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    But then a strange fear gripped me / And I just couldn’t ask

    Michael (to whom I’m going to have to start paying finder’s fees–wasn’t there a time long ago when I occasionally found a gay-related media story by myself?) links to this fascinating discussion on Towleroad. The debate is over the NYT article here.

    I’m not sure the reporter is to be faulted for simply observing what’s going on and giving people’s own account of themselves. It does seem, though, that he might have seen fit to question, even in passing, statements such as these:

    “There’s so much loneliness among gay men,” one lot user said. “A lot of guys just want someone to talk to.”

    As for sex, the regulars say that they prefer the parking lot to gay bars since there is little in the way of drugs and alcohol and there is more honesty about sexually transmitted diseases.

    It’s a pity that honesty doesn’t extend to telling their spouses they’re getting screwed by strange men on top of junior’s lacrosse equipment in the back of the Explorer. Or not doing it in the first place.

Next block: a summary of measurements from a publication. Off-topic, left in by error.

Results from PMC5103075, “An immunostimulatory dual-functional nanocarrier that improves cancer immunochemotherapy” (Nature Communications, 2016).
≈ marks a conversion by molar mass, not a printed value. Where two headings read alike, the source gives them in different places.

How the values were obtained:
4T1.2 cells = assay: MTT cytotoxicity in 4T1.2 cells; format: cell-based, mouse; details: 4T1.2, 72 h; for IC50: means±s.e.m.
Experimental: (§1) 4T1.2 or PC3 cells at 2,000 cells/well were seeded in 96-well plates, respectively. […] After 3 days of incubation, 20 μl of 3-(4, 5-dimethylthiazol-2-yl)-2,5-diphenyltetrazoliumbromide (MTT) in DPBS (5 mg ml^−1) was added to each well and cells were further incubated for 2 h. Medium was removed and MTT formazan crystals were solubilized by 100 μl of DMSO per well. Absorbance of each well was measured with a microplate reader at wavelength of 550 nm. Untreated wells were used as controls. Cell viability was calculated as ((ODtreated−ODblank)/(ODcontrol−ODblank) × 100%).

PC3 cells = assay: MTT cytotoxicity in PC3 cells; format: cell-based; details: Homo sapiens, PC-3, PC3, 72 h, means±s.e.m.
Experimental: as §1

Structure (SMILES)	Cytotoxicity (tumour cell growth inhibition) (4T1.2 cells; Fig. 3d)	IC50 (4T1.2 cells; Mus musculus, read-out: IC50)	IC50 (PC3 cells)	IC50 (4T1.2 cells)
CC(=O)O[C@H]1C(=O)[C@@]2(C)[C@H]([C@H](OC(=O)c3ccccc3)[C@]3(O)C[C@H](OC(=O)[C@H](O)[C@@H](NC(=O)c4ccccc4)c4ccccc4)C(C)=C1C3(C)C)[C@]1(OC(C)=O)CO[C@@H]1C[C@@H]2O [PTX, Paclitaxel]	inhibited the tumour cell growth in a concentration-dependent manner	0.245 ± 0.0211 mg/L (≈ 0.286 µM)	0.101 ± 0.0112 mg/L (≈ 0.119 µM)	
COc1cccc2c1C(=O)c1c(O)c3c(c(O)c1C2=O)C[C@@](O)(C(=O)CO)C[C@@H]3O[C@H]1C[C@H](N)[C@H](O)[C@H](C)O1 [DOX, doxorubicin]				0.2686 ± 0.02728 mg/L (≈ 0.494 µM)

And is there no end to the procession of dimwits who think it’s impossible to get an STD from some guy who lives in a 5-bedroom mock-Tudor over on Winding Ivy Lane? Because, like, he says he’s clean, and he’s a lawyer and all?

    And that whole “gays are lonely” thing? What. Eh. Ver, Bitch. I’m not lonely. My boyfriend isn’t lonely. My friends aren’t lonely. I kinda think maybe that’s in part because we have more to say to one another than a furtive, haunted, sibilant, “Hey, whatever-your-name-is, want a blow job?” in a parking lot. People should be free to stay closeted and not to get involved in the urban gay scene, but these jokers aren’t just talking about discretion; they’re talking about deception. Their loneliness strikes me as well-earned, and I can only hope it spurs some of them to long-overdue self-criticism.

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